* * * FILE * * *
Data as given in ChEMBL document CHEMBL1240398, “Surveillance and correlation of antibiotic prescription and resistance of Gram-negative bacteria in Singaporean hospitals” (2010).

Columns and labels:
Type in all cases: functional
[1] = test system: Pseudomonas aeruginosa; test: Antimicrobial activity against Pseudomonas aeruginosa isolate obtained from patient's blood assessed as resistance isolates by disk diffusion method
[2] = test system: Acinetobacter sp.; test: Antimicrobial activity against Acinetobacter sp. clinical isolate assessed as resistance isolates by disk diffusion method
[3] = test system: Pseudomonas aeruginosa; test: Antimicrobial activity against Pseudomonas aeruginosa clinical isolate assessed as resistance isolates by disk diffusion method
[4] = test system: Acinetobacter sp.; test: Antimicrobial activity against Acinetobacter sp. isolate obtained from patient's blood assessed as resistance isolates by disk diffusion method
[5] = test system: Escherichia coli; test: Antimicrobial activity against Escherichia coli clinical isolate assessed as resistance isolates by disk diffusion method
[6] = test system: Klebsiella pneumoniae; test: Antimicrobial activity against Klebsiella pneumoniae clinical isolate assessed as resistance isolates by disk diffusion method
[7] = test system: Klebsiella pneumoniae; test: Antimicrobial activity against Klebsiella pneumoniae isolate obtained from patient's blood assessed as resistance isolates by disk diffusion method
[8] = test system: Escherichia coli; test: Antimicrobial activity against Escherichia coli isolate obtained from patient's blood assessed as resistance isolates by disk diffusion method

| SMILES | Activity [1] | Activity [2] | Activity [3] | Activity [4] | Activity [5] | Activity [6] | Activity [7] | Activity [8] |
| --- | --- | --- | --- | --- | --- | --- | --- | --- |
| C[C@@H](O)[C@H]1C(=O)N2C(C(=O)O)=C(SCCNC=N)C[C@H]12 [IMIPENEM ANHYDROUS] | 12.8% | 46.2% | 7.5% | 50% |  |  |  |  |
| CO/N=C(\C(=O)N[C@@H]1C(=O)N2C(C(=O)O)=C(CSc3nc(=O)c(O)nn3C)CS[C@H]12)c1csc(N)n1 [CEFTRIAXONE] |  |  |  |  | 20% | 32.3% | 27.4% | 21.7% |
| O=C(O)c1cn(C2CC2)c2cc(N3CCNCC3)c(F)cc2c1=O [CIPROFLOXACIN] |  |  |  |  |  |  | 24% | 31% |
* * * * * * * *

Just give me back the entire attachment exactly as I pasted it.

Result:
Data as given in ChEMBL document CHEMBL1240398, “Surveillance and correlation of antibiotic prescription and resistance of Gram-negative bacteria in Singaporean hospitals” (2010).

Columns and labels:
Type in all cases: functional
[1] = test system: Pseudomonas aeruginosa; test: Antimicrobial activity against Pseudomonas aeruginosa isolate obtained from patient's blood assessed as resistance isolates by disk diffusion method
[2] = test system: Acinetobacter sp.; test: Antimicrobial activity against Acinetobacter sp. clinical isolate assessed as resistance isolates by disk diffusion method
[3] = test system: Pseudomonas aeruginosa; test: Antimicrobial activity against Pseudomonas aeruginosa clinical isolate assessed as resistance isolates by disk diffusion method
[4] = test system: Acinetobacter sp.; test: Antimicrobial activity against Acinetobacter sp. isolate obtained from patient's blood assessed as resistance isolates by disk diffusion method
[5] = test system: Escherichia coli; test: Antimicrobial activity against Escherichia coli clinical isolate assessed as resistance isolates by disk diffusion method
[6] = test system: Klebsiella pneumoniae; test: Antimicrobial activity against Klebsiella pneumoniae clinical isolate assessed as resistance isolates by disk diffusion method
[7] = test system: Klebsiella pneumoniae; test: Antimicrobial activity against Klebsiella pneumoniae isolate obtained from patient's blood assessed as resistance isolates by disk diffusion method
[8] = test system: Escherichia coli; test: Antimicrobial activity against Escherichia coli isolate obtained from patient's blood assessed as resistance isolates by disk diffusion method

| SMILES | Activity [1] | Activity [2] | Activity [3] | Activity [4] | Activity [5] | Activity [6] | Activity [7] | Activity [8] |
| --- | --- | --- | --- | --- | --- | --- | --- | --- |
| C[C@@H](O)[C@H]1C(=O)N2C(C(=O)O)=C(SCCNC=N)C[C@H]12 [IMIPENEM ANHYDROUS] | 12.8% | 46.2% | 7.5% | 50% |  |  |  |  |
| CO/N=C(\C(=O)N[C@@H]1C(=O)N2C(C(=O)O)=C(CSc3nc(=O)c(O)nn3C)CS[C@H]12)c1csc(N)n1 [CEFTRIAXONE] |  |  |  |  | 20% | 32.3% | 27.4% | 21.7% |
| O=C(O)c1cn(C2CC2)c2cc(N3CCNCC3)c(F)cc2c1=O [CIPROFLOXACIN] |  |  |  |  |  |  | 24% | 31% |